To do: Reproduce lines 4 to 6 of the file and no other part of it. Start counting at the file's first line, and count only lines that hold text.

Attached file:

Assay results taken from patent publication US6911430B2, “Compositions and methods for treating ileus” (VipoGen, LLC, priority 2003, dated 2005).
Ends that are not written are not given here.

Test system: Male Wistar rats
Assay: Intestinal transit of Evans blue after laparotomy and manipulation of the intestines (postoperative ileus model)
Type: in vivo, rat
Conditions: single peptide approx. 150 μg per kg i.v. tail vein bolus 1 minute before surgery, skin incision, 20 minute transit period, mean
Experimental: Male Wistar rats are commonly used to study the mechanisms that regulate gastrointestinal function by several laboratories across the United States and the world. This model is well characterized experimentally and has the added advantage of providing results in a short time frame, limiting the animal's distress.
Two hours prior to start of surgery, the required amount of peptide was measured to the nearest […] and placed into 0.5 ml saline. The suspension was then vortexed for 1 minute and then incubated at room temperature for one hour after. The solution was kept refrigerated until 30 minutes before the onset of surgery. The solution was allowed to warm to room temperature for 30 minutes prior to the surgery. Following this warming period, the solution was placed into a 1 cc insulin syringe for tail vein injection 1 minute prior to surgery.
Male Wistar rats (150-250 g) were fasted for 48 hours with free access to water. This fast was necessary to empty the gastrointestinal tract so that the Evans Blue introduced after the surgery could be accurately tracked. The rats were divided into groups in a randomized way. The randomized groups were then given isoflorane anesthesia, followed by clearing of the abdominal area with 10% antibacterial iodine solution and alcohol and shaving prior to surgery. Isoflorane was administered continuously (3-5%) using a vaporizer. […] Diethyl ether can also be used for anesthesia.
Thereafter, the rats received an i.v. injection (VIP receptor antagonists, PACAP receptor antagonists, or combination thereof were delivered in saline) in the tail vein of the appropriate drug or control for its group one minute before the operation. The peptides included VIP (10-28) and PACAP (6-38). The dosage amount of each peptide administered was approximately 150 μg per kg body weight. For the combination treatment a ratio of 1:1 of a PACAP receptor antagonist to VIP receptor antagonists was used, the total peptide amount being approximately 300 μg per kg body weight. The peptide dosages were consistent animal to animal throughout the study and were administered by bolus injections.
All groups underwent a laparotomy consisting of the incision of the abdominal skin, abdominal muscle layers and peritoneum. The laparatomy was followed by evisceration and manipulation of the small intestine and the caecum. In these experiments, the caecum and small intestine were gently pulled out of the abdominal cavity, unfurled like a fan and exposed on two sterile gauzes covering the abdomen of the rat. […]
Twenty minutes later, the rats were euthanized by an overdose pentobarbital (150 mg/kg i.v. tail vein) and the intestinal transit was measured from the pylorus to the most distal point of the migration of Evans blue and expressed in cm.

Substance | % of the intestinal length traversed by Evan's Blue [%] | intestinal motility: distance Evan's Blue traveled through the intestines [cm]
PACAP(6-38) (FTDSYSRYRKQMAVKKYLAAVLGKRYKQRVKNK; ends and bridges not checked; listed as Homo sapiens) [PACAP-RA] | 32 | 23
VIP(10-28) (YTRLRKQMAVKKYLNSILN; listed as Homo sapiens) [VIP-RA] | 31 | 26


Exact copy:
Assay: Intestinal transit of Evans blue after laparotomy and manipulation of the intestines (postoperative ileus model)
Type: in vivo, rat
Conditions: single peptide approx. 150 μg per kg i.v. tail vein bolus 1 minute before surgery, skin incision, 20 minute transit period, mean